Welcome to Research magazine’s Advisor Hall of Fame, now in its 24th year. This eagerly anticipated annual feature has become a benchmark of excellence in our industry and an example to all of the rewards that result from effort and integrity.
Candidates who pass our rigorous screens have served a minimum of 20 years in the industry, have acquired substantial assets under management, have demonstrated superior client service and have earned recognition from their peers and the broader community for the honor they reflect on their profession.
The contest’s final judging was performed by a distinguished panel of Research experts and contributors: Ronald L. DeLegge, founder/chief portfolio strategist, ETFguide; Bill Good, chairman, Bill Good Marketing; Jay Nagdeman, president, Suasion Resources; and Bob Seawright, chief investment/information officer, Madison Avenue Securities.
See the full list of past and present winners at thinkadvisor.com/halloffamewinners.
Dreamer. Pioneer. Game changer. Lew Altfest, widely credited with changing financial planning for the better, is all those things. He is also a fulfilled man who says: “It’s easy to say there are stocks I could have made more money on. I could have done this. I could have done that. But things have apparently come together, haven’t they? I’m very content with the way things have turned out.”
Altfest, 74, was one of the industry’s first fee-only advisors—forming Altfest Personal Wealth Management in 1983 and co-founding the National Association of Personal Financial Advisors a year later. Last year, as the firm celebrated its 30th anniversary, Financial Planning magazine honored Altfest and his wife Karen with the Lifetime Achievement Influencer Award as advisors who have pushed the profession to new heights.
The last year has been one of reflection for Altfest—looking back but also forward.
“I would love to say that when I started out it was simple—that I would just announce who I was and they would come,” says Altfest, who had a successful career on Wall Street before launching his own firm. “It was a number of years before I took any money out. I had been used to high salaries and this was like being on a starvation diet. But I could see that even though I wasn’t making any money that the number of clients I had was growing and they were recommending clients. I had a trajectory.”
Today, Altfest leads a firm that manages over $1 billion in assets for 550 client households. What inspired him early on inspires him now: helping clients manage their entire financial lives. Altfest describes himself as the “thinker,” the “analyst” and the “doer” in a firm that prizes teamwork, character and accountability.
As Karen Altfest, who heads client relations, notes: “Lew is value-driven—not just in choosing investments but in his life. We have certain expectations of this business, certain values. There’s a lot of mentorship that happens here. One man in the office said something the other day and I thought, ‘Gee, that sounded just like Lew.’ Lew’s brought along a lot of people. We’ve all learned a lot from having Lew as our leader.”
Altfest remains a fierce advocate of conflict-free advice—a fact that is not lost on his clients or his staff. “We view ourselves as true fiduciaries. That means you step into the shoes of the person. You put their interests ahead of our own. We practice that. The number one feedback we get from clients is that they really perceive us as being what we say we are: fiduciaries. They trust us.”
Is Altfest surprised that the fee-only model hasn’t gone totally mainstream?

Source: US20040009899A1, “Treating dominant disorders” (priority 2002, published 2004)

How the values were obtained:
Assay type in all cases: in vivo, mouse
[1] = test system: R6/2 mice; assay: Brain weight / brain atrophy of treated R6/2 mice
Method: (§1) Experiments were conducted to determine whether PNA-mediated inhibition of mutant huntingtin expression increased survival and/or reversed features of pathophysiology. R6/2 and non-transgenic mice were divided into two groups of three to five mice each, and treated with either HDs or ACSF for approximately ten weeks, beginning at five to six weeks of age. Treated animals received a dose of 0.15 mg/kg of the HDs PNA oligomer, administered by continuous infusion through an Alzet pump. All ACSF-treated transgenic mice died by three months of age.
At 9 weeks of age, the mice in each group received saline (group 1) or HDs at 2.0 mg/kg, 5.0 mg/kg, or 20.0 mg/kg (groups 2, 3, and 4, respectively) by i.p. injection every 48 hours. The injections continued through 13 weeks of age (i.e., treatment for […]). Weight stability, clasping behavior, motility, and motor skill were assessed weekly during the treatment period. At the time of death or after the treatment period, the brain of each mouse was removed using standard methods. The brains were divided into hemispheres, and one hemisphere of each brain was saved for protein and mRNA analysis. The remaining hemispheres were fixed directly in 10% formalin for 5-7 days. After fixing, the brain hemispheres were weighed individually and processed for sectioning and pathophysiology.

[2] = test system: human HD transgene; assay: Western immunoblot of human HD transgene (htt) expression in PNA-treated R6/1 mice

“That’s sort of like saying are you surprised HBO and Showtime haven’t taken over from CBS, ABC and NBC. I personally prefer watching more mature, sophisticated stuff when I watch television,” he says. “We have our niche. And we get a lot of clients coming in because of our objectivity. There obviously remains some appeal for others to continue in the old framework. To me, that’s not a pure situation.”
A self-described workaholic, Altfest rises at 5:30 every morning and scans The New York Times, The Wall Street Journal and Financial Times. Weekdays, he walks the two miles to the firm’s Park Avenue headquarters. Weekends, he works at the couple’s country home. Altfest also teaches financial planning at Pace University and he is currently working on a second edition of a financial planning textbook that is used at leading universities around the country.
And he continues to pioneer new systems to push financial planning forward.
His Total Portfolio Management, as an example, blends analytical and personalized assessment to create customized client portfolios. “It allows us to look at things in a more sophisticated way than just saying how much do you want in stocks and bonds and that’s how I’ll judge you,” Altfest says. “Our role is to discover what makes clients unique so we can help them imagine—and ultimately live—the life they desire.”
Altfest’s system, for example, considers financial assets like real estate and the client’s “human asset value,” which is the salary a person would make over a lifetime. Liabilities are also on the table. “From that, we can tell you how much risk you ought to sustain,” he adds. “It helps you assign a risk profile in a new way.”
Not surprisingly, Altfest has no plan to retire.
“I feel good. I really do. I’ve done things that are worthwhile. I’m having an impact on what’s going on,” he says. “All I wanted early on was for the phones to ring. That is certainly the case now. It’s a responsibility, but I don’t mind having it. I like helping people. At a wedding the other day, three guys thanked me. One called me a magician. He said I’d changed his life. Those are the things that are gratifying to hear.”
Sally Law describes her introduction to financial services as an Alice in Wonderland moment. “Like everything else in life, you tumble through the floor,” she says. “You kind of fall into the rabbit hole.”